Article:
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Old 12-02-2011, 11:11 AM   #21
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I thought this forum might have a few more astronomers out there that do astrophotography? Used a small refractor last night (80mm) and got some wide field shots of Andromeda and a second shot of the Flame/Horsehead nebulas. Horsehead is just bleow center, very small but it's there!



If you're out there lurking, please share a few shots. These are screen grabs from the video camera I use.
I may put something together and start some astrophotography when I retire, but doing now would be a bit of a "busman's holiday".
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Old 12-02-2011, 01:19 PM   #22
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Dave, have you ever tried the edge on/face on pair 81 & 82? I always found that to be a unique view in the same field.
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Old 12-02-2011, 02:41 PM   #23
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Makes my mouth water, I just sold my Meade LXD55-SN6 with Autostar, goto scopes really work. The first few years I had the scope I thought something was wrong with the optics the stars always had spikes, I would collimate and re-collimate never could fix it. Turns out it was my eyes.
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Old 12-02-2011, 04:28 PM   #24
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Ordered some Quickcam equipment and dusted off my old 3.5" Questar scope. Looking forward to trying digital astro photography.
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Old 12-02-2011, 06:25 PM   #25
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Dave, have you ever tried the edge on/face on pair 81 & 82? I always found that to be a unique view in the same field.
Next time I'm set up when these are in a good spot in the sky, will see what I can do. I've imaged M82 (Cigar Galaxy) in the past but not with my new equipment, I expect to be able to get some pretty good shots and will post them if I do. My view is completely blocked to the north so sometimes have to wait a while for the objects to get in a decent spot.

Thanks to all for the feedback and look forward to seeing some others results.
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Old 12-02-2011, 06:43 PM   #26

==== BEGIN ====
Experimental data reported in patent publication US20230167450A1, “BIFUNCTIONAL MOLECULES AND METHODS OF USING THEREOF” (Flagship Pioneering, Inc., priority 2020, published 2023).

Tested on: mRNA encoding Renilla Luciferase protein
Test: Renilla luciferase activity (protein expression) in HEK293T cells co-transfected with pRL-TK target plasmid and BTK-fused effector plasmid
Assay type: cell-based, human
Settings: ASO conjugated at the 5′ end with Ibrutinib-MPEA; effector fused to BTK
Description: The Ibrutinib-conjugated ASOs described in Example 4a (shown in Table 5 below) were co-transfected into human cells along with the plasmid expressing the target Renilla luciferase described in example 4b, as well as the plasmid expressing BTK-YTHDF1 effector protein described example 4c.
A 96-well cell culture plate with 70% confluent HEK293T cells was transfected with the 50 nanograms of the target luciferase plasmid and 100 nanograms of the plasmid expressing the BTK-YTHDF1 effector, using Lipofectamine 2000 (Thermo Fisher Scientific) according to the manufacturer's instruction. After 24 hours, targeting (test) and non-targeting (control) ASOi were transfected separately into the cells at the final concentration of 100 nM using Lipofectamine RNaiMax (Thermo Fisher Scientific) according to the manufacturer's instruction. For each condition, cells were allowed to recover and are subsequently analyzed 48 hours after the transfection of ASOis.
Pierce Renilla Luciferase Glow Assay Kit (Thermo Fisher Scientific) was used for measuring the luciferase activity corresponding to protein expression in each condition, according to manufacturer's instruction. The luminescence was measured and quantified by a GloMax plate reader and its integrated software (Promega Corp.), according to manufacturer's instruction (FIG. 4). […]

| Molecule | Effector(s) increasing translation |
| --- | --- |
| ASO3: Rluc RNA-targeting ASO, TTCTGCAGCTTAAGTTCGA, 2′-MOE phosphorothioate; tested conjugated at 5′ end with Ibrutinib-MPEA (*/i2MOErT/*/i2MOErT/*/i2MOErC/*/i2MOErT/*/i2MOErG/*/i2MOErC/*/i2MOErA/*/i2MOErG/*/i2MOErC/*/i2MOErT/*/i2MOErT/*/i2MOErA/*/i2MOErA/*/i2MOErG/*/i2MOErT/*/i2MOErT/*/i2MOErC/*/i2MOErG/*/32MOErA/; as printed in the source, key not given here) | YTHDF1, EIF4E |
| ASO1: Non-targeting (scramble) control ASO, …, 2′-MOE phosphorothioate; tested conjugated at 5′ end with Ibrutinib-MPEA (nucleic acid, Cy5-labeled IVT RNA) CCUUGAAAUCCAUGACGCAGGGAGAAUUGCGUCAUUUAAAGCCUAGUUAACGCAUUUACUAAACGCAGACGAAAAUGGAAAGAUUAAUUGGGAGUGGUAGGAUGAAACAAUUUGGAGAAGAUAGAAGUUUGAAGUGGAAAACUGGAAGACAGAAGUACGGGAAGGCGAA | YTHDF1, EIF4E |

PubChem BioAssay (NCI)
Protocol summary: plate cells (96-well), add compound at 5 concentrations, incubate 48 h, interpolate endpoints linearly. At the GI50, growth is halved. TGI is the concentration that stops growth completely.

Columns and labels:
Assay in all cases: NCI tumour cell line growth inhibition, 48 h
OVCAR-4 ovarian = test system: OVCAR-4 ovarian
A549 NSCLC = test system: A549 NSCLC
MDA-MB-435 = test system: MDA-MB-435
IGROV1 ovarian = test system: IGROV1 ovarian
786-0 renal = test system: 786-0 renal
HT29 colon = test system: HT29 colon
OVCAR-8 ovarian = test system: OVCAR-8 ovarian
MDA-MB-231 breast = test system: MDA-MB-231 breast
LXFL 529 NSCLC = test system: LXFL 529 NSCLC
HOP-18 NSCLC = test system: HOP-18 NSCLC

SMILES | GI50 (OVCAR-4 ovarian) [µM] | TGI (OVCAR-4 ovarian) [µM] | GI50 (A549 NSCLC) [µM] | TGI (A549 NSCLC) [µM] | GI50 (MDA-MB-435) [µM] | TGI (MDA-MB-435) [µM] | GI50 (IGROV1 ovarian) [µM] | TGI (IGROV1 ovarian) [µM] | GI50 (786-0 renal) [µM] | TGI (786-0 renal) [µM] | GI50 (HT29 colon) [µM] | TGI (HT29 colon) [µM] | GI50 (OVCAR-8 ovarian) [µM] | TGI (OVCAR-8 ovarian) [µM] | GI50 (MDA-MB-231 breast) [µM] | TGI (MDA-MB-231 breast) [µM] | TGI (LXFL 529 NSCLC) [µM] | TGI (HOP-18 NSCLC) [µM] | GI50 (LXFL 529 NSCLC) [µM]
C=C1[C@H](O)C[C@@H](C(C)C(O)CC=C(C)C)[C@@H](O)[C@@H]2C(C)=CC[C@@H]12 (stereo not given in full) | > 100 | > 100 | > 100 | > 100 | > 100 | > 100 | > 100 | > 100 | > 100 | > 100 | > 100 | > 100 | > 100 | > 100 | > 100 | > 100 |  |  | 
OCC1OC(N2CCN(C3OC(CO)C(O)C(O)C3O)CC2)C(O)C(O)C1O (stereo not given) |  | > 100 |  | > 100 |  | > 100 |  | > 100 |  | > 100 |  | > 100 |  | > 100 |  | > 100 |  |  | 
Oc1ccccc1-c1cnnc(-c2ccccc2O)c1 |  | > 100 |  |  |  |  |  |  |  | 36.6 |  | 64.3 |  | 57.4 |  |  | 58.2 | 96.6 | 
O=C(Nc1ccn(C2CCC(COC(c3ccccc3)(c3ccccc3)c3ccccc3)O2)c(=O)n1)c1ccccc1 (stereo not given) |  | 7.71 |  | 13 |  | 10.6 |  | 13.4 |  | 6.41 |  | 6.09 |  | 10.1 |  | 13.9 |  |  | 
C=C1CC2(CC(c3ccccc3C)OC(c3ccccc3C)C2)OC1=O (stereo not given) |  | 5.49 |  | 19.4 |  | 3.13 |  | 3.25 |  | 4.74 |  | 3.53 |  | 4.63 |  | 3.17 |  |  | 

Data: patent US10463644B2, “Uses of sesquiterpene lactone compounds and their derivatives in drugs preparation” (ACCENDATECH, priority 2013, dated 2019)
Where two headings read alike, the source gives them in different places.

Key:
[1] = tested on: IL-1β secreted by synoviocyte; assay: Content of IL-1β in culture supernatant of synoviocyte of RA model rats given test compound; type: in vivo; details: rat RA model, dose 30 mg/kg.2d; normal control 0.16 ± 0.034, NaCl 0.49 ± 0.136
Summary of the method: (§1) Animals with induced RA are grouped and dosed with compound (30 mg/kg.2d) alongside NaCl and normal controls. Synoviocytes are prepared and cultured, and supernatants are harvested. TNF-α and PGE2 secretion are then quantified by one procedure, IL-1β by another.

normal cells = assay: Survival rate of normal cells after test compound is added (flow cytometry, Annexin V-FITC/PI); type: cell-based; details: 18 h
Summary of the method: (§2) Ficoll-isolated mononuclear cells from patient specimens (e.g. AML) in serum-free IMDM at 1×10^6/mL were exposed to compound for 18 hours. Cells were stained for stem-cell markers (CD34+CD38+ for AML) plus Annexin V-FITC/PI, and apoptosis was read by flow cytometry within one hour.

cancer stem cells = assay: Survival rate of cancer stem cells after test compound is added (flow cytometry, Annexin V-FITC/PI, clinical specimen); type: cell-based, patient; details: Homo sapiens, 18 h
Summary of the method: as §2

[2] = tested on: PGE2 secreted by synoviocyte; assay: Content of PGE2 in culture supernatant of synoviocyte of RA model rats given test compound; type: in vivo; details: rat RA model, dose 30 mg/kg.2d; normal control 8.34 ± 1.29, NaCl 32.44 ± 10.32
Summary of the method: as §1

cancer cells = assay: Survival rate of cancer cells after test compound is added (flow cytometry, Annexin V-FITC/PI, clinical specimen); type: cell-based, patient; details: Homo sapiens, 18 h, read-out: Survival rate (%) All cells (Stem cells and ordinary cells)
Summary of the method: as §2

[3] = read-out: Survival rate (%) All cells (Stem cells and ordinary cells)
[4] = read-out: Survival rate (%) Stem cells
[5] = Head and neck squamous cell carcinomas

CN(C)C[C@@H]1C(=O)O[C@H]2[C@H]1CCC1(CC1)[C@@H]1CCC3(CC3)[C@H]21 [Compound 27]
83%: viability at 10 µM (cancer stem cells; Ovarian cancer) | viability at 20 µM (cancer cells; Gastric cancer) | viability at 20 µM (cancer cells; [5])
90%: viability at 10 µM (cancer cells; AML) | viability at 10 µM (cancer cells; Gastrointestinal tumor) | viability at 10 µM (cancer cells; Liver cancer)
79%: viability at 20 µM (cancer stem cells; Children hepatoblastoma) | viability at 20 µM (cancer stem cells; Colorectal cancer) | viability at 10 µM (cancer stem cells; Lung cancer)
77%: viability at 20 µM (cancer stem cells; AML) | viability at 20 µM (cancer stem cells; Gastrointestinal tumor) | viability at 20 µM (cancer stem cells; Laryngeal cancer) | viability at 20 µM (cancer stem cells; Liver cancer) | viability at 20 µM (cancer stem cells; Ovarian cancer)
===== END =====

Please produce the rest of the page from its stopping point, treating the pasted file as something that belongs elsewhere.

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What kind of equipment are you using Dave?

I shouldn't even ask. I have good "seeing" at my weekend house and might be tempted to go out and buy some of this insanely expensive gear - something in the 10" range, collapsed optics, goto capabilities . I am spouting off from vague memories looking at other people's stuff years ago. All I ever used was our 6" Dobsonian with a home made box that turned on teflon pads on a 33 rpm record.
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Old 12-03-2011, 06:46 PM   #27
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donheff, video cam I use is a Mallincam Extreme, Google will bring up a lot of results. They're made by one guy in a workshop in Toronto, he has other models that yield good results as well. You should be able to get decent images with just about any scope on a mount (I recommend an german equatorial) with good tracking. So far, none of the shots I've posted have had more than a 56 second exposure and that's reasonably easy to obtain.

The scope for the Andromeda and the Flame/Horsehead is a $600 Williams Optics refractor scope but it's piggyback mounted on a large Celestron 14" scope that was used in some of the other pictures. With a little research, you'll find a lot of scopes with decent GoTo mounts in almost any price range you want to look.

Net is, I have a lot of money in my current equipment because of the large, 14" SCT but a refractor on a good mount will do well for astrophotography, especially for wide field shots. Maybe there is an Astronomy club nearby where you could sample what's available for some time on nightskiesnetwork.com might let you get a fix without having to buy your own equipment?

Good luck.
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Old 12-04-2011, 06:32 AM   #28
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With a little research, you'll find a lot of scopes with decent GoTo mounts in almost any price range you want to look.